[Editor’s Note: Post 537’s Descriptive Book – its journal – remains unlocated, so the Records Officer for Sons of Union Veterans asks that anyone who knows of it contact him through the website GARrecords.org]

And through it all, Benjamin ran as many as nine businesses and kept up membership in four fraternal orders at a time.  To these he added political activism for the Greenback and Republican parties.  It seemed that there was always a new profession to be taken up; just when the Monitor’s press was converted to less hectic job printing, he launched Cookport’s new telephone exchange “in his spare time!”  He was appointed postmaster (in those days, a political patronage) as the decade closed.  And even then he could not resist the urge to adapt, designing and installing public lockboxes before those were standard post office features.

But after a long chase, Father Time was catching up to the jack-of-all-trades.

Uncle Ben wore just five hats by 1892.  Perhaps the recurring bouts of illness slowed him down, or he simply discovered that at 59, one’s energy is no longer unlimited.  When Democrat William Lutman replaced him as postmaster in 1893, Benjamin seemed glad to be free of the job.  Another political post followed when he was elected Justice of the Peace in 1894, and he remained a “squire” the rest of his life.  No doubt the happiest act he performed in that office was the marriage of his stepdaughter Nellie in 1902.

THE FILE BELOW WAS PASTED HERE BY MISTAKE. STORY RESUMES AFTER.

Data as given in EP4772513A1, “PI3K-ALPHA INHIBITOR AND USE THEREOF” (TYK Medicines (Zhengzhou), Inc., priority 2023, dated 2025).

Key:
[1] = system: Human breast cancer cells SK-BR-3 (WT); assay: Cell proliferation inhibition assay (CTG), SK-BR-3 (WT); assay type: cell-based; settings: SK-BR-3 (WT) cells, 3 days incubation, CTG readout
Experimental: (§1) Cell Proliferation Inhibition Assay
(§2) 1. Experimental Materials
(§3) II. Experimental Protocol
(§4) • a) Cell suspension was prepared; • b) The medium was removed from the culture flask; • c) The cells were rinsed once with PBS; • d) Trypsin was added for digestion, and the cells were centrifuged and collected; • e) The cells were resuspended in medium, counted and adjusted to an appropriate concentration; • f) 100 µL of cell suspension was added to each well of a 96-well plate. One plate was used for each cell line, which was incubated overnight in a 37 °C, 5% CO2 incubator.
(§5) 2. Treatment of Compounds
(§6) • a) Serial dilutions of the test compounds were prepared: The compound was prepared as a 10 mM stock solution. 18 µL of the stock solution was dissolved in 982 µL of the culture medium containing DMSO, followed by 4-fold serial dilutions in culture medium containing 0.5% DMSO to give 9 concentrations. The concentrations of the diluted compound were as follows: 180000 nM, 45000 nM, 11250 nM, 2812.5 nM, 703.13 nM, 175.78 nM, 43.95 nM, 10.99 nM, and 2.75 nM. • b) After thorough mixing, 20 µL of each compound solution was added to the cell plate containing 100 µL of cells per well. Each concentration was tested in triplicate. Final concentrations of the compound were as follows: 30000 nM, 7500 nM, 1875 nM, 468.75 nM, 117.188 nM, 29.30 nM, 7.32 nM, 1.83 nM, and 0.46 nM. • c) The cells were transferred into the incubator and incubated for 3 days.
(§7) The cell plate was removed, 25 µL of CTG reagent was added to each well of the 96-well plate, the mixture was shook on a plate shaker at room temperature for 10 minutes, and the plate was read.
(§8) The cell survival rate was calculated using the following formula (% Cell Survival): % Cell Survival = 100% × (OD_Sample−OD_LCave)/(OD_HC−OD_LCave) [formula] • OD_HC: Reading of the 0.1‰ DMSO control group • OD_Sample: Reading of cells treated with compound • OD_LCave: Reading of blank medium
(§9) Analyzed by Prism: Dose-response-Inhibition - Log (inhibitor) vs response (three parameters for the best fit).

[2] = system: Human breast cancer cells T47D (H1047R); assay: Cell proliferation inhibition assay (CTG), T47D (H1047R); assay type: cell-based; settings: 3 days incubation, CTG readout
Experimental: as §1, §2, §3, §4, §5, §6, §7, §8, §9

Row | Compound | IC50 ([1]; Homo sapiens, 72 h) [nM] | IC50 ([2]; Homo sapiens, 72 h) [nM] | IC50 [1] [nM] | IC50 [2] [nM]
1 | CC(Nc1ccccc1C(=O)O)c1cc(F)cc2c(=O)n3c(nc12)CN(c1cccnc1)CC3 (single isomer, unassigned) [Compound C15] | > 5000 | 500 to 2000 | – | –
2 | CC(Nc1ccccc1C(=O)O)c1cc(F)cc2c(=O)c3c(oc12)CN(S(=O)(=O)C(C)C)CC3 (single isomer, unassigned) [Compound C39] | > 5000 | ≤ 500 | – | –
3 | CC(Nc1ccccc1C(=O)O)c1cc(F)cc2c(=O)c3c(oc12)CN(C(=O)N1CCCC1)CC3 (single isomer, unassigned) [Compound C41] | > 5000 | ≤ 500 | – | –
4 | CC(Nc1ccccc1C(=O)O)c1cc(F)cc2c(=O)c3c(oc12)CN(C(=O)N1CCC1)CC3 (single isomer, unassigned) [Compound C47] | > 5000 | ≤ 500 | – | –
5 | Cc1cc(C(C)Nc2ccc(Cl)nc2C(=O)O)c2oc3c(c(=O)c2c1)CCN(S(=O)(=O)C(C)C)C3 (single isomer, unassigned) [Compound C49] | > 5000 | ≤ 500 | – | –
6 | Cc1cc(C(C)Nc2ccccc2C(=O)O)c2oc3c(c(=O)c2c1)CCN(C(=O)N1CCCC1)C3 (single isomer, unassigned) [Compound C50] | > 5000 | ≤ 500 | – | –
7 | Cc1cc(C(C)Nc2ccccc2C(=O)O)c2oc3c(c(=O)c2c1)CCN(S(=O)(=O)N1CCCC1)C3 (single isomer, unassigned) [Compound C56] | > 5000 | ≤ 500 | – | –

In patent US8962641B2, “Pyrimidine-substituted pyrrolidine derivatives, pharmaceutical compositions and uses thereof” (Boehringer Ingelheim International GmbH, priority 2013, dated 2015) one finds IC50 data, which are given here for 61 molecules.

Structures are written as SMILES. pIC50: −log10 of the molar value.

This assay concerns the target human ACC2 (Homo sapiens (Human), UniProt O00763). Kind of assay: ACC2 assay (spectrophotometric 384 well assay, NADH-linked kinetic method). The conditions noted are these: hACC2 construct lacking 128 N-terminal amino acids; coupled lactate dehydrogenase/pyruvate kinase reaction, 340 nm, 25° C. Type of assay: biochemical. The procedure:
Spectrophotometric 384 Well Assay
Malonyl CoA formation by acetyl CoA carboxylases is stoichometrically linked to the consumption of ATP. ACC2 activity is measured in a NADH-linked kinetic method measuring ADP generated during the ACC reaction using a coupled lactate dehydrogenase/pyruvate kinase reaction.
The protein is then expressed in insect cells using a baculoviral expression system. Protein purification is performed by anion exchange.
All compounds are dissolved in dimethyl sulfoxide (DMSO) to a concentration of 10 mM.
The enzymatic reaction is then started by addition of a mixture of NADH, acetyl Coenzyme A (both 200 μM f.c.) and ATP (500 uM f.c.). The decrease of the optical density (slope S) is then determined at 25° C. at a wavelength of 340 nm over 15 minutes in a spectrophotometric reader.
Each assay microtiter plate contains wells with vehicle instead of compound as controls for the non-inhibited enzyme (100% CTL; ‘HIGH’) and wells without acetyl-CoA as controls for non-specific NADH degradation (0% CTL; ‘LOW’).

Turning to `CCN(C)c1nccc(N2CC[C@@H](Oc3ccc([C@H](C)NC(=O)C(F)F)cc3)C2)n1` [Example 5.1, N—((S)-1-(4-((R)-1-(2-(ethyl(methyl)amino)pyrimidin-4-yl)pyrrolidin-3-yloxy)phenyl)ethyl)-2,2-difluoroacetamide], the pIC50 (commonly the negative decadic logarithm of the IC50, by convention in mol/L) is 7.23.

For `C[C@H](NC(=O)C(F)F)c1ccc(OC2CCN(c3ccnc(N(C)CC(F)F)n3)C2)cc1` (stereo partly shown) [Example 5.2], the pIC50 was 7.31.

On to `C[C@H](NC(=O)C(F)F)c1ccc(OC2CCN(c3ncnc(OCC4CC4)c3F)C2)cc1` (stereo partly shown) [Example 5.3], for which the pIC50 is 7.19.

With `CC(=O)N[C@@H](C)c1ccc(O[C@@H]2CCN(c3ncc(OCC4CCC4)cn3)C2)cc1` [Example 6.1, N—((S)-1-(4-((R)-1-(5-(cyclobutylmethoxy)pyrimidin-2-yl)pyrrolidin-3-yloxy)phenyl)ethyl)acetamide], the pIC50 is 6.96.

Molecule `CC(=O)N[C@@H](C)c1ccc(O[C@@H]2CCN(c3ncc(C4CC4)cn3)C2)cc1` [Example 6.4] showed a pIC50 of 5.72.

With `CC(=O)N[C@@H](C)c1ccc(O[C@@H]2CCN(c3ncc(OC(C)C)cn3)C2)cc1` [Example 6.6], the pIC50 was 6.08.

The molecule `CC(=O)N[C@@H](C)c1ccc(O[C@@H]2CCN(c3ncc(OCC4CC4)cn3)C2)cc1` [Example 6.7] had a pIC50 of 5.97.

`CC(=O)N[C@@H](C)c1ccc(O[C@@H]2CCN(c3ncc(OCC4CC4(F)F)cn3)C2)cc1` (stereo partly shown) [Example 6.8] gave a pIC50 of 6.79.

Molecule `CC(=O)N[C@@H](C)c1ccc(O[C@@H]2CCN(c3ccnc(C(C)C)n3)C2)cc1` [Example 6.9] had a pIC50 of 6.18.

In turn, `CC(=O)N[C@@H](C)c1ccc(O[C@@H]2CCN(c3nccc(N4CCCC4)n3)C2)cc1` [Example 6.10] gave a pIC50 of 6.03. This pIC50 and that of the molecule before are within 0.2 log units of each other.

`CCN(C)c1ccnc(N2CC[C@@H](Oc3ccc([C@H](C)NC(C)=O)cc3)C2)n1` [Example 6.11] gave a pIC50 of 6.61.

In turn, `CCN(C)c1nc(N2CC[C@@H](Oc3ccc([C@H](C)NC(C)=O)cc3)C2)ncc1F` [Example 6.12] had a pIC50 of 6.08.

As the twentieth century approached, each new venture was progressively more sedate.  But even these showed Benjamin’s versatility: the Program of Institute in Cambria County (a continuing education course for teachers) featured his class on Teaching Geography, and he was appointed Green Township’s “Vice President to the County Fair.”  He was twice elected Township Clerk.

The Census of 1900 was the last of Benjamin’s life.  It found the 67-year-old living with his family and three boarders in the Williams Hotel.  That he still held a Retail Dealer’s License implies that his mill and/or foundry was still in operation, and though the Monitor had long since closed, the Indiana Gazettte referred to ‘Squire Williams as “the news center of Cookport.”